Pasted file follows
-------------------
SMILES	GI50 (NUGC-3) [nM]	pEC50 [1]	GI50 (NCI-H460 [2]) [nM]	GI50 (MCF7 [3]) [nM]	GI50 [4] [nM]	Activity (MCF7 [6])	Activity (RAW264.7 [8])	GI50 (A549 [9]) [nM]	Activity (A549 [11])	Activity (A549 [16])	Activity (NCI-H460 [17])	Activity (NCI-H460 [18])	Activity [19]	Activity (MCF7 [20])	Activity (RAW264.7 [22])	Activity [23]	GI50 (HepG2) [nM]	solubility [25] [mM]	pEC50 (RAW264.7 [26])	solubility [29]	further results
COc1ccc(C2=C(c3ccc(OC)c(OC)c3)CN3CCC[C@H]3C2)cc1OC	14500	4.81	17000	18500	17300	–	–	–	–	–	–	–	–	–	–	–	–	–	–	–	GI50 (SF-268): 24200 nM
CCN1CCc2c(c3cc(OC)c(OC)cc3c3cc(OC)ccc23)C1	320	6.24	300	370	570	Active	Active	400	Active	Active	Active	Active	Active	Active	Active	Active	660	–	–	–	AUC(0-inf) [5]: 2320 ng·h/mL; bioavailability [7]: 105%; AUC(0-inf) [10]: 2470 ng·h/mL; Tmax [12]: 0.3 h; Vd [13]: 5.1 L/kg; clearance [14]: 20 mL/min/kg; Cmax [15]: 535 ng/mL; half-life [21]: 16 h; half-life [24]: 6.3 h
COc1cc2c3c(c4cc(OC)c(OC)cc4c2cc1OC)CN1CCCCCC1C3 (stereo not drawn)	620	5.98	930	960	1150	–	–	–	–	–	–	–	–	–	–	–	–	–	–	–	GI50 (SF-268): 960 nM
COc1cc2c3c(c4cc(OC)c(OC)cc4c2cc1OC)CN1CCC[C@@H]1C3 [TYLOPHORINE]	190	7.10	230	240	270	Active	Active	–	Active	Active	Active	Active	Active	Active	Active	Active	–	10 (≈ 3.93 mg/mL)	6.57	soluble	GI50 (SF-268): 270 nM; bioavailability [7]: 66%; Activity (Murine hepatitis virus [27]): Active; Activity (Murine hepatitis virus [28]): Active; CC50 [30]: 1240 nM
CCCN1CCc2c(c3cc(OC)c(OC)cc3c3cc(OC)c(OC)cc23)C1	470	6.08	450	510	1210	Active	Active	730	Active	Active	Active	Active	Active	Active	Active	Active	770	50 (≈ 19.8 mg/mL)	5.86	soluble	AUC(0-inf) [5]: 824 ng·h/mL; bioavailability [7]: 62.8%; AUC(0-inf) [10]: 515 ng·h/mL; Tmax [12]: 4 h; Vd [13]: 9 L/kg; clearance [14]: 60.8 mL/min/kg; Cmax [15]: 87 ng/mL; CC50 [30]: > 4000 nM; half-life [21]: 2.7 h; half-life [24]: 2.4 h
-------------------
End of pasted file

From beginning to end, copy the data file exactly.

SMILES	GI50 (NUGC-3) [nM]	pEC50 [1]	GI50 (NCI-H460 [2]) [nM]	GI50 (MCF7 [3]) [nM]	GI50 [4] [nM]	Activity (MCF7 [6])	Activity (RAW264.7 [8])	GI50 (A549 [9]) [nM]	Activity (A549 [11])	Activity (A549 [16])	Activity (NCI-H460 [17])	Activity (NCI-H460 [18])	Activity [19]	Activity (MCF7 [20])	Activity (RAW264.7 [22])	Activity [23]	GI50 (HepG2) [nM]	solubility [25] [mM]	pEC50 (RAW264.7 [26])	solubility [29]	further results
COc1ccc(C2=C(c3ccc(OC)c(OC)c3)CN3CCC[C@H]3C2)cc1OC	14500	4.81	17000	18500	17300	–	–	–	–	–	–	–	–	–	–	–	–	–	–	–	GI50 (SF-268): 24200 nM
CCN1CCc2c(c3cc(OC)c(OC)cc3c3cc(OC)ccc23)C1	320	6.24	300	370	570	Active	Active	400	Active	Active	Active	Active	Active	Active	Active	Active	660	–	–	–	AUC(0-inf) [5]: 2320 ng·h/mL; bioavailability [7]: 105%; AUC(0-inf) [10]: 2470 ng·h/mL; Tmax [12]: 0.3 h; Vd [13]: 5.1 L/kg; clearance [14]: 20 mL/min/kg; Cmax [15]: 535 ng/mL; half-life [21]: 16 h; half-life [24]: 6.3 h
COc1cc2c3c(c4cc(OC)c(OC)cc4c2cc1OC)CN1CCCCCC1C3 (stereo not drawn)	620	5.98	930	960	1150	–	–	–	–	–	–	–	–	–	–	–	–	–	–	–	GI50 (SF-268): 960 nM
COc1cc2c3c(c4cc(OC)c(OC)cc4c2cc1OC)CN1CCC[C@@H]1C3 [TYLOPHORINE]	190	7.10	230	240	270	Active	Active	–	Active	Active	Active	Active	Active	Active	Active	Active	–	10 (≈ 3.93 mg/mL)	6.57	soluble	GI50 (SF-268): 270 nM; bioavailability [7]: 66%; Activity (Murine hepatitis virus [27]): Active; Activity (Murine hepatitis virus [28]): Active; CC50 [30]: 1240 nM
CCCN1CCc2c(c3cc(OC)c(OC)cc3c3cc(OC)c(OC)cc23)C1	470	6.08	450	510	1210	Active	Active	730	Active	Active	Active	Active	Active	Active	Active	Active	770	50 (≈ 19.8 mg/mL)	5.86	soluble	AUC(0-inf) [5]: 824 ng·h/mL; bioavailability [7]: 62.8%; AUC(0-inf) [10]: 515 ng·h/mL; Tmax [12]: 4 h; Vd [13]: 9 L/kg; clearance [14]: 60.8 mL/min/kg; Cmax [15]: 87 ng/mL; CC50 [30]: > 4000 nM; half-life [21]: 2.7 h; half-life [24]: 2.4 h